I recently started a challenge with my NBA 2K12 readers which I call Coach2K’s Best of Seven Series challenge. I started this challenge because when I was younger my friend and I would always play Tecmo football and we would always pick a team from opposite conferences, play a season and meet in the Superbowl. The NBA season is pretty long so we never did a complete NBA season but we would always play a best of seven series like it was the finals and whoever won had bragging rights.
I always found these series to be pretty intense and we always had to shoot like 80% to win. If you missed a few jumpers, it was so hard to come back.
To recreate that I started my challenge and this article represents my first in a series of articles about breaking down the game to figure out how to win against my opponent. The first breakdown is on analyzing your opponents hot zones and shot ratings.
The settings we are using are Hall of Fame, simulation mode and 12 minute quarters. Usually everybody plays 5 minute quarters in quick match, so the idea here is to create a more demanding game in which players might get in foul trouble and maybe get tired. Because of that, it might make it so that you have to rely on your bench in key moments of the game – something you don’t have to do really on 5 minute quarters.
If you have read my stuff, you know that I will be playing the Indiana Pacers for all of my games. My first opponent is PSN ID sreckless. He is using the Boston Celtics. Since we are both Eastern Conference teams, the series format will mirror an Eastern Conference finals with two games in Indy, two in Boston and if necessary one in Indy, one in Boston and finally one in Indy.
Boston is going to be a very challenging matchup because the Celtics have a bunch of weapons both inside and out. It’s going to be hard to stop everyone.
The first step for me when I break down and opponents game is to look at where each players hot zones are and who has the best shot ratings on the team.
My first few of these were pretty basic. I made a basic chart with some baskets on it. I’d go into freestyle practice mode, choose a team and choose each player and bring up their hot zones. I had some colored pencils and my assistant coach “The Kid” and I would go through and see where the hot zones were.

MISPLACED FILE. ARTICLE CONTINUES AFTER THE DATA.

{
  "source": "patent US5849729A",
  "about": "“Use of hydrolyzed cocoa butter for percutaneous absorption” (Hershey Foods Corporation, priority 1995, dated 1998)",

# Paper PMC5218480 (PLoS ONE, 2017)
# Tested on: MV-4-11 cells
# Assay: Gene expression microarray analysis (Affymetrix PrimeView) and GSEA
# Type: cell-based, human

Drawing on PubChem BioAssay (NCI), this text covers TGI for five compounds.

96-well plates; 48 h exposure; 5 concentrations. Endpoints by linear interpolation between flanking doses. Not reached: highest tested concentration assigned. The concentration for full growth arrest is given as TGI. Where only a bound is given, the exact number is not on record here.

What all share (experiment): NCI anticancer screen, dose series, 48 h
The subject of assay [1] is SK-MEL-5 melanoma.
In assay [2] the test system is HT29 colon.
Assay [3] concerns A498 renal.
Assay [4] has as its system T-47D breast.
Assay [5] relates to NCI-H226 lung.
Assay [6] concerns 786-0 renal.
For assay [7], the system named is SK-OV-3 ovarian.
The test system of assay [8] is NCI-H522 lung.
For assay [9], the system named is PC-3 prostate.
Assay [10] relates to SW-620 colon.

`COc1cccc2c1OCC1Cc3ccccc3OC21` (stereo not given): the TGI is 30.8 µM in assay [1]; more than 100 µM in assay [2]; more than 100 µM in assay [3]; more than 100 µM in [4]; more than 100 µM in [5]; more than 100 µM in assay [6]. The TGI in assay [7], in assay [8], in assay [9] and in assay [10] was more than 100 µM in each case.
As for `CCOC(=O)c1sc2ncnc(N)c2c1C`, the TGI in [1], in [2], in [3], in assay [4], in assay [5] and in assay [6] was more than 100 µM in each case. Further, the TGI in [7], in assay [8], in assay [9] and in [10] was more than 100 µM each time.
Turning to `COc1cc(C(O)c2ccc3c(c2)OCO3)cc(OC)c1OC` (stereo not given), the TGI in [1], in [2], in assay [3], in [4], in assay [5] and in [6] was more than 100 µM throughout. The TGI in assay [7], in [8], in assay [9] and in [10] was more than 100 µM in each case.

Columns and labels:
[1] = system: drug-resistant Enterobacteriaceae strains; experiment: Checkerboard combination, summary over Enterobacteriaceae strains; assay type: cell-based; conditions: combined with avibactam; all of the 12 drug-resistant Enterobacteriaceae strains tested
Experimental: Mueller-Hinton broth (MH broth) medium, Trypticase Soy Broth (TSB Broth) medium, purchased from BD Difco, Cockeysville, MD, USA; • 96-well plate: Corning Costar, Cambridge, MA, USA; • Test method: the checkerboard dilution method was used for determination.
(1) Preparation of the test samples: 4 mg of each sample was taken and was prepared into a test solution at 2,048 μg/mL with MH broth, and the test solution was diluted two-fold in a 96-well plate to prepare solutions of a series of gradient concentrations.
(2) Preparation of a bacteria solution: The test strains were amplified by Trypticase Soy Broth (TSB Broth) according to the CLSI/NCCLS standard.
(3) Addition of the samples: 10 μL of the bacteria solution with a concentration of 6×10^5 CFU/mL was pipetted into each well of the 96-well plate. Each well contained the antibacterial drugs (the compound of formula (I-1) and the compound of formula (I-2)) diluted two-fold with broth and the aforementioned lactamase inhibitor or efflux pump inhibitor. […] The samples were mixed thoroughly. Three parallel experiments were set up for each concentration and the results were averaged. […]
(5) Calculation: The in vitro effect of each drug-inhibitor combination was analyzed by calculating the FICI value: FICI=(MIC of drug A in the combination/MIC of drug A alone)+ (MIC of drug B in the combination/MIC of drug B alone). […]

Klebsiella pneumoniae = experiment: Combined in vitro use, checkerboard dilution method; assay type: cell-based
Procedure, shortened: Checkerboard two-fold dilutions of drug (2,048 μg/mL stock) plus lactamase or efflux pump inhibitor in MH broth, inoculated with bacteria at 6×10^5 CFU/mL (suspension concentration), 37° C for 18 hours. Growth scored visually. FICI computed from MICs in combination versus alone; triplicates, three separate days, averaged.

To the top is my first basic one of these. You can see it was pretty simple. This one was for the Clippers. The first one of these I created was for my Pacers. I used it to get use to where I wanted to shoot. Now, I pretty much have those spots memorized. When it comes to my opponent though, I don’t necessarily know them by heart, so I make one I can look at during the game.
In my pursuit of learning to play better defense, the first step is to do my best to get people out of those zones.
For my matchup with Boston, I went in and recreated this idea and fancied it up a little bit with the actual pictures from the game. A snippet is to the right and you can view the full shot chart here.
In looking at Boston, I realized a few things that intuitively I knew but confirmed from my hot zone and shot ratings research.
Those things were:
- Ray Allen and Paul Pierce are deadly from three.
- Rondo is the worst shooter.
- The bench could be a weakness if I could get the starters in foul trouble
- Garnett is tough from mid range in
My goal in playing defense is to get my opponent to shoot with the worst shooter on the floor. That would be Rondo. And to challenge every shot that Allen, Pierce and Garnett take.
In my next article, I will talk about how I decided to set my defensive settings but in the meantime, here’s a video where I discuss my thoughts about this first step.